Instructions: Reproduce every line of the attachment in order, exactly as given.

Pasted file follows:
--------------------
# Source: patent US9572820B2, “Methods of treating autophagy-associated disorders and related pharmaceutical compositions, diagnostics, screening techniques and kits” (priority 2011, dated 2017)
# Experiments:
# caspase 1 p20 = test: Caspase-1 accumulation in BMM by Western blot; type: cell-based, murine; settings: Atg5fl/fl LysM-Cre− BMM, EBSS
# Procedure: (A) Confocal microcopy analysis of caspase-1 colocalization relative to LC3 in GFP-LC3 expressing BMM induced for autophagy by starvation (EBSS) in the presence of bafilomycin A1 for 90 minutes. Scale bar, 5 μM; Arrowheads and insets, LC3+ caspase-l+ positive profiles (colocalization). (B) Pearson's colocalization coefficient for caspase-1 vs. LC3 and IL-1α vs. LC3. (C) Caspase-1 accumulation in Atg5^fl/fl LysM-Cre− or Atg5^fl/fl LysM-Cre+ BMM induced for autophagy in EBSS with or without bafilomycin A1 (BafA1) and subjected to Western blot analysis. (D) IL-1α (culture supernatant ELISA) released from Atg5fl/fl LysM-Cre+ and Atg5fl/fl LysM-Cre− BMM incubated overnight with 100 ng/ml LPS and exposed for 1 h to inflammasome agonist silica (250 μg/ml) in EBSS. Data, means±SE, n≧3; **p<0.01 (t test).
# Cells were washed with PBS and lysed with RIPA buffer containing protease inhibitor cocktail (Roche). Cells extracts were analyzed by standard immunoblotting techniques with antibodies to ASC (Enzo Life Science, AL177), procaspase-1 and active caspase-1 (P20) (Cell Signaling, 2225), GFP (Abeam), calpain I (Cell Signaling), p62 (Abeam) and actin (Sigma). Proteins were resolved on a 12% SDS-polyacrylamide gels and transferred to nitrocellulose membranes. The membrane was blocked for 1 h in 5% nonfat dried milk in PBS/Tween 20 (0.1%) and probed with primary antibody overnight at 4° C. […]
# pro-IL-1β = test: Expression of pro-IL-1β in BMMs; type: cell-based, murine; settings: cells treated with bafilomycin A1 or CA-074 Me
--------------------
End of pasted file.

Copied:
# Source: patent US9572820B2, “Methods of treating autophagy-associated disorders and related pharmaceutical compositions, diagnostics, screening techniques and kits” (priority 2011, dated 2017)
# Experiments:
# caspase 1 p20 = test: Caspase-1 accumulation in BMM by Western blot; type: cell-based, murine; settings: Atg5fl/fl LysM-Cre− BMM, EBSS
# Procedure: (A) Confocal microcopy analysis of caspase-1 colocalization relative to LC3 in GFP-LC3 expressing BMM induced for autophagy by starvation (EBSS) in the presence of bafilomycin A1 for 90 minutes. Scale bar, 5 μM; Arrowheads and insets, LC3+ caspase-l+ positive profiles (colocalization). (B) Pearson's colocalization coefficient for caspase-1 vs. LC3 and IL-1α vs. LC3. (C) Caspase-1 accumulation in Atg5^fl/fl LysM-Cre− or Atg5^fl/fl LysM-Cre+ BMM induced for autophagy in EBSS with or without bafilomycin A1 (BafA1) and subjected to Western blot analysis. (D) IL-1α (culture supernatant ELISA) released from Atg5fl/fl LysM-Cre+ and Atg5fl/fl LysM-Cre− BMM incubated overnight with 100 ng/ml LPS and exposed for 1 h to inflammasome agonist silica (250 μg/ml) in EBSS. Data, means±SE, n≧3; **p<0.01 (t test).
# Cells were washed with PBS and lysed with RIPA buffer containing protease inhibitor cocktail (Roche). Cells extracts were analyzed by standard immunoblotting techniques with antibodies to ASC (Enzo Life Science, AL177), procaspase-1 and active caspase-1 (P20) (Cell Signaling, 2225), GFP (Abeam), calpain I (Cell Signaling), p62 (Abeam) and actin (Sigma). Proteins were resolved on a 12% SDS-polyacrylamide gels and transferred to nitrocellulose membranes. The membrane was blocked for 1 h in 5% nonfat dried milk in PBS/Tween 20 (0.1%) and probed with primary antibody overnight at 4° C. […]
# pro-IL-1β = test: Expression of pro-IL-1β in BMMs; type: cell-based, murine; settings: cells treated with bafilomycin A1 or CA-074 Me